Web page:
Histone chaperones CAF-1 and Asf1 function to deposit newly synthesized histones onto replicating DNA to promote nucleosome formation in a proliferating cell nuclear antigen (PCNA) dependent process. The DNA replication- or DNA repair-coupled nucleosome assembly pathways are important for maintenance of transcriptional gene silencing and genome stability. However, how these pathways are regulated is not well understood. Here we report an interaction between the Elongator histone acetyltransferase and the proliferating cell nuclear antigen. Cells lacking Elp3 (Kacetyltransferase Kat9), the catalytic subunit of the six-subunit Elongator complex, partially lose silencing of reporter genes at the chromosome VIIL telomere and at the HMR locus, and are sensitive to the DNA replication inhibitor hydroxyurea (HU) and the damaging agent methyl methanesulfonate (MMS). Like deletion of the ELP3, mutation of each of the four other subunits of the Elongator complex as well as mutations in Elp3 that compromise the formation of the Elongator complex also result in loss of silencing and increased HU sensitivity. Moreover, Elp3 is required for S-phase progression in the presence of HU. Epistasis analysis indicates that the elp3D mutant, which itself is sensitive to MMS, exacerbates the MMS sensitivity of cells lacking histone chaperones Asf1, CAF-1 and the H3 lysine 56 acetyltransferase Rtt109. The elp3D mutant has allele specific genetic interactions with mutations in POL30 that encodes PCNA and PCNA binds to the Elongator complex both in vivo and in vitro. Together, these results uncover a novel role for the intact Elongator complex in transcriptional silencing and maintenance of genome stability, and it does so in a pathway linked to the DNA replication and DNA repair protein PCNA.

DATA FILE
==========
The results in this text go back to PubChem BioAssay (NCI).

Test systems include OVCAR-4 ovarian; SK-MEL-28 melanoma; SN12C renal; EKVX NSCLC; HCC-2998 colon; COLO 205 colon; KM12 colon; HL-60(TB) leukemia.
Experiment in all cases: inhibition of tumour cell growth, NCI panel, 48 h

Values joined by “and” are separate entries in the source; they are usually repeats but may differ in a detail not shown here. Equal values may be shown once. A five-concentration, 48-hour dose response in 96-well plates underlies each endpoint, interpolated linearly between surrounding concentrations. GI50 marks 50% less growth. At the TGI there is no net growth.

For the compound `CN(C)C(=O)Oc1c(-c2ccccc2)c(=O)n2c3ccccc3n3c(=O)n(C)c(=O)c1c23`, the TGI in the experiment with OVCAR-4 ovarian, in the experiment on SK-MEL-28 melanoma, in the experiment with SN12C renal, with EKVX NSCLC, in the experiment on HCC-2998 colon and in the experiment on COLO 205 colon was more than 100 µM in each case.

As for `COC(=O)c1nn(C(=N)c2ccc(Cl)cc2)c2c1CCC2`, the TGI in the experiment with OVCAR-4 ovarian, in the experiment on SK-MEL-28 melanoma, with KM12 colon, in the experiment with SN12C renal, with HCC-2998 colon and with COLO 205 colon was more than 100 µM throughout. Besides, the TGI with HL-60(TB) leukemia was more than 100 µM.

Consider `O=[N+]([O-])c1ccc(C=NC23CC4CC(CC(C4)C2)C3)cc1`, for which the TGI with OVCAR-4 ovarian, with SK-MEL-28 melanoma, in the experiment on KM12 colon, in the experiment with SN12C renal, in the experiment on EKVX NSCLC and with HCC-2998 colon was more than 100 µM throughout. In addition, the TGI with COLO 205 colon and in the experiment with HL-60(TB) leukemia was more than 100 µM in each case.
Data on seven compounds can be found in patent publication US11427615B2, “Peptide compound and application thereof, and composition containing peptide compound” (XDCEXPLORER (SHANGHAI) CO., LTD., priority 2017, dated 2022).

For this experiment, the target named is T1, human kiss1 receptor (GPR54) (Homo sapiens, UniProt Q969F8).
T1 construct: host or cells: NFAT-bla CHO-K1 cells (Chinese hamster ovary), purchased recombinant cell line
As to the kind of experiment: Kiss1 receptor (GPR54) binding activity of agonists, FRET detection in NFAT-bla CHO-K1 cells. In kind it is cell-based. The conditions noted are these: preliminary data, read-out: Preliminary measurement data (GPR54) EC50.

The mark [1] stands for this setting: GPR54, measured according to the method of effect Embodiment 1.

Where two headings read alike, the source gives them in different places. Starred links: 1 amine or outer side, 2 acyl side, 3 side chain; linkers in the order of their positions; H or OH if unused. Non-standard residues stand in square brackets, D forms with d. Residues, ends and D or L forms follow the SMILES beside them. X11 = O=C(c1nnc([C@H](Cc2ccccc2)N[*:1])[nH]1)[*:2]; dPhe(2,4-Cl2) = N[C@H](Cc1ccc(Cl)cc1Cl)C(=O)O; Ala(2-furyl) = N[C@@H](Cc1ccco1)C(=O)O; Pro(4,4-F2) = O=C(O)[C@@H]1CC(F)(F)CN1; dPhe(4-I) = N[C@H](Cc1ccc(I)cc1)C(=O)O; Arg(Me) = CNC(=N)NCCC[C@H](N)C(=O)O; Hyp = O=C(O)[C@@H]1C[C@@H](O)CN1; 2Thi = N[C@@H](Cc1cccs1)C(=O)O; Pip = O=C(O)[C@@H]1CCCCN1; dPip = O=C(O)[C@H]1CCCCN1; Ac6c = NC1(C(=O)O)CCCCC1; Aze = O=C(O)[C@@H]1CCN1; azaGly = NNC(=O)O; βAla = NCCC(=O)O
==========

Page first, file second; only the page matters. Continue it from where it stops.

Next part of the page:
ASJC Scopus subject areas
- Ecology, Evolution, Behavior and Systematics
- Molecular Biology
- Cancer Research